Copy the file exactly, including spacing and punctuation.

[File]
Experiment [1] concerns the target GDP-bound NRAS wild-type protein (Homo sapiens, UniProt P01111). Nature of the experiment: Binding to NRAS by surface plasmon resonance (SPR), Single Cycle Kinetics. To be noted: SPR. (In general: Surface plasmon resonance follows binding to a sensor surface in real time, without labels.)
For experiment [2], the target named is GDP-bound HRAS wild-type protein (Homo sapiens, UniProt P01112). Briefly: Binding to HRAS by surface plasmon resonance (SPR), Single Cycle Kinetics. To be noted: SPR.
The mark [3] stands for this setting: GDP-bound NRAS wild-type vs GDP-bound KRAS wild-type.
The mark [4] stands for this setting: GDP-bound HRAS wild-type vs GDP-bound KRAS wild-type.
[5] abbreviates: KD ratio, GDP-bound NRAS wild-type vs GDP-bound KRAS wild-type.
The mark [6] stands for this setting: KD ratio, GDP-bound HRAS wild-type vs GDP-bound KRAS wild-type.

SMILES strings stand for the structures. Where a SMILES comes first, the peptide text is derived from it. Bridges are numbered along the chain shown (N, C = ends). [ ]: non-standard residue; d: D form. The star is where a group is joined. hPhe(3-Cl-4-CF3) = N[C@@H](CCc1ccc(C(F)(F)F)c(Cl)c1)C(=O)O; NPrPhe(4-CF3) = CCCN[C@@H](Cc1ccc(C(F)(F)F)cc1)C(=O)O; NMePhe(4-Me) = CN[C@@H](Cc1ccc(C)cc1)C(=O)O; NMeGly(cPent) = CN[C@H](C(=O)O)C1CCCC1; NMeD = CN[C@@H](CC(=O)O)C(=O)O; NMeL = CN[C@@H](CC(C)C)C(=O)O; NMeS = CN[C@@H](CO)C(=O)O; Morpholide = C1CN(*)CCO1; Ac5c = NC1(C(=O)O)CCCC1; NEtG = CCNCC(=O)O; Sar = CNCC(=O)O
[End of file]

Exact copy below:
Experiment [1] concerns the target GDP-bound NRAS wild-type protein (Homo sapiens, UniProt P01111). Nature of the experiment: Binding to NRAS by surface plasmon resonance (SPR), Single Cycle Kinetics. To be noted: SPR. (In general: Surface plasmon resonance follows binding to a sensor surface in real time, without labels.)
For experiment [2], the target named is GDP-bound HRAS wild-type protein (Homo sapiens, UniProt P01112). Briefly: Binding to HRAS by surface plasmon resonance (SPR), Single Cycle Kinetics. To be noted: SPR.
The mark [3] stands for this setting: GDP-bound NRAS wild-type vs GDP-bound KRAS wild-type.
The mark [4] stands for this setting: GDP-bound HRAS wild-type vs GDP-bound KRAS wild-type.
[5] abbreviates: KD ratio, GDP-bound NRAS wild-type vs GDP-bound KRAS wild-type.
The mark [6] stands for this setting: KD ratio, GDP-bound HRAS wild-type vs GDP-bound KRAS wild-type.

SMILES strings stand for the structures. Where a SMILES comes first, the peptide text is derived from it. Bridges are numbered along the chain shown (N, C = ends). [ ]: non-standard residue; d: D form. The star is where a group is joined. hPhe(3-Cl-4-CF3) = N[C@@H](CCc1ccc(C(F)(F)F)c(Cl)c1)C(=O)O; NPrPhe(4-CF3) = CCCN[C@@H](Cc1ccc(C(F)(F)F)cc1)C(=O)O; NMePhe(4-Me) = CN[C@@H](Cc1ccc(C)cc1)C(=O)O; NMeGly(cPent) = CN[C@H](C(=O)O)C1CCCC1; NMeD = CN[C@@H](CC(=O)O)C(=O)O; NMeL = CN[C@@H](CC(C)C)C(=O)O; NMeS = CN[C@@H](CO)C(=O)O; Morpholide = C1CN(*)CCO1; Ac5c = NC1(C(=O)O)CCCC1; NEtG = CCNCC(=O)O; Sar = CNCC(=O)O